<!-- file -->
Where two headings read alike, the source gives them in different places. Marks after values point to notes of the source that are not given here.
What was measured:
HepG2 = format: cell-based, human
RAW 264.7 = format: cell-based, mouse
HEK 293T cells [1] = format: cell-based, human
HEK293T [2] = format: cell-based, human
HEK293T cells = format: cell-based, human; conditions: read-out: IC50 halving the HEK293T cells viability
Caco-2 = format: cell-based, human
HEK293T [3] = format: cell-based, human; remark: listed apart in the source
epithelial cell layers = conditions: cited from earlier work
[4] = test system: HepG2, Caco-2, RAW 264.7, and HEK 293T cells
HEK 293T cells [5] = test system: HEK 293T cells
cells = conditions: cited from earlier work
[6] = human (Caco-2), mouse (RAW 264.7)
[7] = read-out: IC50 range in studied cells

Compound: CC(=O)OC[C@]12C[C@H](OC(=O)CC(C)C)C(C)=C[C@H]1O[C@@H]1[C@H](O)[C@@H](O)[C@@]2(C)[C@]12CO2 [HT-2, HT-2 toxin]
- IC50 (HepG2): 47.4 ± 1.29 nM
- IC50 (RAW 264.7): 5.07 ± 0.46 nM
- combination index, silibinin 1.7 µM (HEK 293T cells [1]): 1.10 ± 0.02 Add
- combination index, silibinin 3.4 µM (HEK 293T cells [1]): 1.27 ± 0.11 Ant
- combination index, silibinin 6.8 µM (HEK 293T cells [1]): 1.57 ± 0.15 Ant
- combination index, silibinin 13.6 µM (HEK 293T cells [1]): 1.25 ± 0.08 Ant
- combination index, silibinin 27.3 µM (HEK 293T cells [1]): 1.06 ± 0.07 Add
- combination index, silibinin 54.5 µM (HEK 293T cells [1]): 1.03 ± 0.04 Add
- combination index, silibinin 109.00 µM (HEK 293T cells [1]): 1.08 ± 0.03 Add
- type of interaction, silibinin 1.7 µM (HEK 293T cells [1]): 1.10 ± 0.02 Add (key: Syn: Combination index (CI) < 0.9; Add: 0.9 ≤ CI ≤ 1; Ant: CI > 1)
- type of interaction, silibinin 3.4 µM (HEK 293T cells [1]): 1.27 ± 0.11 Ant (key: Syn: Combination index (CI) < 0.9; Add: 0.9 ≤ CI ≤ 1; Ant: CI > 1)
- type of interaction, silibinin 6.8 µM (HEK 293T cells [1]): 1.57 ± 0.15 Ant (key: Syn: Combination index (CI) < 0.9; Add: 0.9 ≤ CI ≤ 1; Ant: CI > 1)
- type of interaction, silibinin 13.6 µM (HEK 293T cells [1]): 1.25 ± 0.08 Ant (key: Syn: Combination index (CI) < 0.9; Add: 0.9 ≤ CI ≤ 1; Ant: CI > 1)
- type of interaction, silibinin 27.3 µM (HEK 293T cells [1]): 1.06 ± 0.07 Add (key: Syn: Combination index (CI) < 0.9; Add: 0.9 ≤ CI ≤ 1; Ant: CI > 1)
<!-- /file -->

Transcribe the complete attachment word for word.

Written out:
Where two headings read alike, the source gives them in different places. Marks after values point to notes of the source that are not given here.
What was measured:
HepG2 = format: cell-based, human
RAW 264.7 = format: cell-based, mouse
HEK 293T cells [1] = format: cell-based, human
HEK293T [2] = format: cell-based, human
HEK293T cells = format: cell-based, human; conditions: read-out: IC50 halving the HEK293T cells viability
Caco-2 = format: cell-based, human
HEK293T [3] = format: cell-based, human; remark: listed apart in the source
epithelial cell layers = conditions: cited from earlier work
[4] = test system: HepG2, Caco-2, RAW 264.7, and HEK 293T cells
HEK 293T cells [5] = test system: HEK 293T cells
cells = conditions: cited from earlier work
[6] = human (Caco-2), mouse (RAW 264.7)
[7] = read-out: IC50 range in studied cells

Compound: CC(=O)OC[C@]12C[C@H](OC(=O)CC(C)C)C(C)=C[C@H]1O[C@@H]1[C@H](O)[C@@H](O)[C@@]2(C)[C@]12CO2 [HT-2, HT-2 toxin]
- IC50 (HepG2): 47.4 ± 1.29 nM
- IC50 (RAW 264.7): 5.07 ± 0.46 nM
- combination index, silibinin 1.7 µM (HEK 293T cells [1]): 1.10 ± 0.02 Add
- combination index, silibinin 3.4 µM (HEK 293T cells [1]): 1.27 ± 0.11 Ant
- combination index, silibinin 6.8 µM (HEK 293T cells [1]): 1.57 ± 0.15 Ant
- combination index, silibinin 13.6 µM (HEK 293T cells [1]): 1.25 ± 0.08 Ant
- combination index, silibinin 27.3 µM (HEK 293T cells [1]): 1.06 ± 0.07 Add
- combination index, silibinin 54.5 µM (HEK 293T cells [1]): 1.03 ± 0.04 Add
- combination index, silibinin 109.00 µM (HEK 293T cells [1]): 1.08 ± 0.03 Add
- type of interaction, silibinin 1.7 µM (HEK 293T cells [1]): 1.10 ± 0.02 Add (key: Syn: Combination index (CI) < 0.9; Add: 0.9 ≤ CI ≤ 1; Ant: CI > 1)
- type of interaction, silibinin 3.4 µM (HEK 293T cells [1]): 1.27 ± 0.11 Ant (key: Syn: Combination index (CI) < 0.9; Add: 0.9 ≤ CI ≤ 1; Ant: CI > 1)
- type of interaction, silibinin 6.8 µM (HEK 293T cells [1]): 1.57 ± 0.15 Ant (key: Syn: Combination index (CI) < 0.9; Add: 0.9 ≤ CI ≤ 1; Ant: CI > 1)
- type of interaction, silibinin 13.6 µM (HEK 293T cells [1]): 1.25 ± 0.08 Ant (key: Syn: Combination index (CI) < 0.9; Add: 0.9 ≤ CI ≤ 1; Ant: CI > 1)
- type of interaction, silibinin 27.3 µM (HEK 293T cells [1]): 1.06 ± 0.07 Add (key: Syn: Combination index (CI) < 0.9; Add: 0.9 ≤ CI ≤ 1; Ant: CI > 1)